I chose to work in the conservation and sportsmen community because of my affinity both for policy-making and hunting and fishing. What better way to combine my passion for being outdoors with my love of politics than to work in the sportsmen’s conservation community? It is the best of both worlds. I am fortunate that I get paid to protect the fish and wildlife habitat that millions rely on for a quality outdoor experience, including myself!

In your opinion, what are the most important issues facing agricultural lands today?

Where I live, on Maryland’s Eastern Shore, agriculture is trying to hang on in the midst of an onslaught of urban sprawl. Once we lose agricultural lands to housing developments or highways, it is gone forever and any debate about how best to use those lands for habitat and a cleaner environment is moot. Naturally I believe that ensuring the future viability of our farmers and farmlands should be a national priority. Conservation should play an important role in achieving that goal.

Why is conservation so important to you?

Conservation is important to me because I think that our national quality of life is contingent upon a clean and healthy place to call home. Outdoor recreation is essential to refreshing the American psyche, whether you choose to hike or hunt. Without conservation we stand to lose fish and wildlife and the habitat on which they depend. What’s more, we stand to lose the link to the very planet that sustains us. I believe strongly that we can find a better way forward, one that ensures future generations will be able to hunt, fish and enjoy the great outdoors.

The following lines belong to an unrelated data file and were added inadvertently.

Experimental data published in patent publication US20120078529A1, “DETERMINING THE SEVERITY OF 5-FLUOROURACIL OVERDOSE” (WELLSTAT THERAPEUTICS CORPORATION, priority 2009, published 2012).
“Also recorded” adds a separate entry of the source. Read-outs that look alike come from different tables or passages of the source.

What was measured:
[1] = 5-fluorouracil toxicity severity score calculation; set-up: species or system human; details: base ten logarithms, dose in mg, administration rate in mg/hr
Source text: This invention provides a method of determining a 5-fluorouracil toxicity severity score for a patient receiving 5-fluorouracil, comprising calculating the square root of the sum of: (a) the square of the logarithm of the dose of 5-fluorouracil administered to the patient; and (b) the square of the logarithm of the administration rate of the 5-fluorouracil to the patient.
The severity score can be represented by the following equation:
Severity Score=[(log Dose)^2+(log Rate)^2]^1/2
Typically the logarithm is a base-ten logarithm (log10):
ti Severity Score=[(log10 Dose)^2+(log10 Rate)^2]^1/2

Why did you choose to work for the TRCP?

I have always respected the work of the TRCP. The sportsmen’s community has been divided up about a million different ways between the species they hunt and fish or the type of gear they prefer. But regardless of what you hunt or how you hunt it, the need for quality fish and wildlife habitat does not diminish. TRCP unites sportsmen and -women of all stripes in a powerful voice of support for conservation.

What do you hope to accomplish for the TRCP?

In my work with the TRCP, I hope to be a persuasive and creative voice on behalf of hunters and anglers for farmland habitat conservation and the protection of critical wetlands across the country. I hope to grow the Partnership’s work on my home waters, the Chesapeake Bay, where hunters and anglers have largely been silent on some of the most pressing issues. I hope to rekindle some old friendships, create a few new ones, and have a little fun in the process!

HOW YOU CAN HELP

CHEERS TO CONSERVATION

Theodore Roosevelt’s experiences hunting and fishing certainly fueled his passion for conservation, but it seems that a passion for coffee may have powered his mornings. In fact, Roosevelt’s son once said that his father’s coffee cup was “more in the nature of a bathtub.” TRCP has partnered with Afuera Coffee Co. to bring together his two loves: a strong morning brew and a dedication to conservation. With your purchase, you’ll not only enjoy waking up to the rich aroma of this bolder roast—you’ll be supporting the important work of preserving hunting and fishing opportunities for all.

$4 from each bag is donated to the TRCP, to help continue their efforts of safeguarding critical habitats, productive hunting grounds, and favorite fishing holes for future generations.